The third-line center has been a revolving door since Joe Thornton went to the Toronto Maple Leafs for the 2020-21 season. Some personal favorites include Noah Gregor, Dylan Gambrell, Nick Bonino, Patrick Marleau, and Alexander True. Nico Sturm took over the role last year and performed admirably in the spot, but it looks like Mikael Granlund is the newest 3C for the San Jose Sharks.
Last season, Granlund split time between the Nashville Predators and the Pittsburgh Penguins. With Nashville, Granlund put up a respectable 36 points in 58 games, with 27 of those points being assists. After getting traded to the Penguins at the trade deadline, Granlund struggled to produce with a new team and scored 5 points in 21 games. A huge reason for the decline is the lack of power play time. Granlund averaged over 3 minutes a game with a man advantage with the Predators and scored 12 points. With the Penguins, Granlund was under 2 minutes a game with the man advantage and scored 0 points in that time.
Mikael Granlund was acquired by the San Jose Sharks this summer in the blockbuster deal that sent Erik Karlsson to Pittsburgh. Granlund was rumored to be a potential buyout candidate this offseason by the Penguins because of the two years left on his deal that carries a $5 million cap hit. Granlund is an excellent passer but struggled at even strength last season in both the offensive and defensive zones.
Where does Granlund fit?
Mikael Granlund, who turned 31 in February, has become a special team specialist at this point. The good thing is that the Sharks really could use some help on the power play. Last season, the Sharks power play was a one unit team with Karlsson, Tomas Hertl, Logan Couture, Alexander Barabanov, and Timo Meier. With the additions of Mike Hoffman, Anthony Duclair, and Granlund, and the expectation that William Eklund will be a full-time NHLer this year, the Sharks should be able to trot out two competent power plays (at least among the forward group). With no clear quarterback on the power play, Granlund could be the answer for the Sharks if they wanted Granlund and his exceptional passing to run the unit.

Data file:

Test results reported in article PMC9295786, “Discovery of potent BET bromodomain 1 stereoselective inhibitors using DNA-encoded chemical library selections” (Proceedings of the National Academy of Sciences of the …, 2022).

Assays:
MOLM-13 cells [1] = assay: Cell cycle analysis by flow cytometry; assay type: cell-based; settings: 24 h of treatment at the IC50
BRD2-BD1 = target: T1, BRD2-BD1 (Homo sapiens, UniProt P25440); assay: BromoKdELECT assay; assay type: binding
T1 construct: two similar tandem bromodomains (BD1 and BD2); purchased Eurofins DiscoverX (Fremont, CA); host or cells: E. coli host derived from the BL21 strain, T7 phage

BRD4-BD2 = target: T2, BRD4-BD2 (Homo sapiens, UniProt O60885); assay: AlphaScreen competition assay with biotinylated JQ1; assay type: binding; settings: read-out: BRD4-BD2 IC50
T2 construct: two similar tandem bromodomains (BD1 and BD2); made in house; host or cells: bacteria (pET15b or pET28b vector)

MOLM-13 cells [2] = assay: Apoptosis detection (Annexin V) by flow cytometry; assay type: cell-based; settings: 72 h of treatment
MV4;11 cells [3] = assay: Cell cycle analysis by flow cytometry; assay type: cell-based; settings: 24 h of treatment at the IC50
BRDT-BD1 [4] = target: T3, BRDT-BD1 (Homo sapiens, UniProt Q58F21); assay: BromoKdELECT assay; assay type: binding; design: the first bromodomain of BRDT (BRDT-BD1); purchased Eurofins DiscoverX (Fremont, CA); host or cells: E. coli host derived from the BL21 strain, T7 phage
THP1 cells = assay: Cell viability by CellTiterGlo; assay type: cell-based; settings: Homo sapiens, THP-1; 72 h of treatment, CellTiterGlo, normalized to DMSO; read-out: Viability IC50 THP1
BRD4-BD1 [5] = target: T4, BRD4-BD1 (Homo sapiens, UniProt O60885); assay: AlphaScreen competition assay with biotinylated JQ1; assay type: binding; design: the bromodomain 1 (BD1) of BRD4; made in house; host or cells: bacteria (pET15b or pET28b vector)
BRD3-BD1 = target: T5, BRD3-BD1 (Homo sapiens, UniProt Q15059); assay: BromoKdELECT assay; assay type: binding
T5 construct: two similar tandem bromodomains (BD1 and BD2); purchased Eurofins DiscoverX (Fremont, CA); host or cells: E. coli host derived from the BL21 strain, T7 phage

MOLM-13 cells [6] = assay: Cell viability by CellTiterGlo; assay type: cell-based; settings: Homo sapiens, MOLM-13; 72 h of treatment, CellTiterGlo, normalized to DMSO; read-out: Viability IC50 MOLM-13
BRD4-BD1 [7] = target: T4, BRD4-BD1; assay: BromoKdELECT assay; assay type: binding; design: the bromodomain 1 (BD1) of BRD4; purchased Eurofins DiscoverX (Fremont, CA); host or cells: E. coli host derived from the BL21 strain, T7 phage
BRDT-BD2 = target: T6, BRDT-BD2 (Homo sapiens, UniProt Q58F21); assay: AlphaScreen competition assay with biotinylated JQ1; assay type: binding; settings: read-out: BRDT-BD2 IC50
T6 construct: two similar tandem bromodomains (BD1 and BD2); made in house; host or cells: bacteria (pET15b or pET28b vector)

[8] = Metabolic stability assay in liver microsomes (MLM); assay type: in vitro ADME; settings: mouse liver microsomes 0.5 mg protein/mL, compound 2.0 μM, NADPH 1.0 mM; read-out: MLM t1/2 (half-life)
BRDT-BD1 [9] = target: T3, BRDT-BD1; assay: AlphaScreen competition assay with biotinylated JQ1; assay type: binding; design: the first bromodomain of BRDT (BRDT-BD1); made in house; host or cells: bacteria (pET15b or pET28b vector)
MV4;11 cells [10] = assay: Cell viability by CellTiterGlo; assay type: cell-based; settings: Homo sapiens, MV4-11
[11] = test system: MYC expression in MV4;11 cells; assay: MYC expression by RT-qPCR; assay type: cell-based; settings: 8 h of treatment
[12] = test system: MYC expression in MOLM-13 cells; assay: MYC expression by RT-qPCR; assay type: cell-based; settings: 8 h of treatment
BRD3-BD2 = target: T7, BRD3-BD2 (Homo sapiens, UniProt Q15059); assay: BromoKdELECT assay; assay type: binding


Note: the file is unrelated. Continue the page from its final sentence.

At even strength, Mikael Granlund will probably be the third line center. It will be important to find Granlund the proper linemates as he is more of a passenger at this rate. A potential line of Hoffman-Granlund-Fabian Zetterlund could be interesting. Zetterlund would need to be the playdriver on the line, but Hoffman’s scoring ability and Granlund’s passing could make this line work.
If Granlund doesn’t fit work out at center, a move to the wing could be possible. This would be best for fans who want to see Thomas Bordeleau playing meaningful minutes at center. Bordeleau can drive a line and elevate the players around him, and having a Granlund-Bordeleau-Hoffman line would be very intriguing. And if an injury to Hertl or Couture pops up, Granlund can slide back into the pivot when necessary.
What’s next for Granlund?
With two years left on his deal at $5 million, Mikael Granlund probably isn’t going to be an attractive player at the upcoming trade deadline. The hope for the Sharks is that Granlund has a bounce-back season, and they can trade him next offseason to a team looking to upgrade their middle six. The path to having a bounce-back season is there for Granlund; he should have plenty of opportunities on the power play to juice his totals.
Players respond differently to trades. When Granlund was traded from the Minnesota Wild to the Predators in 2019, he also struggled to end the season with just 5 points in 16 games for the Preds. Granlund posted 30 points in 63 games the next season with 17 goals. If Granlund can get settled in and find some early chemistry with his linemates, there shouldn’t be a reason for him to be around the 40-point mark for the Sharks this season. Then, try and sell “high” next offseason as the Sharks open up roster spots for some of their younger players.
Bold Prediction: Mikael Granlund puts up 30 assists for the Sharks next season.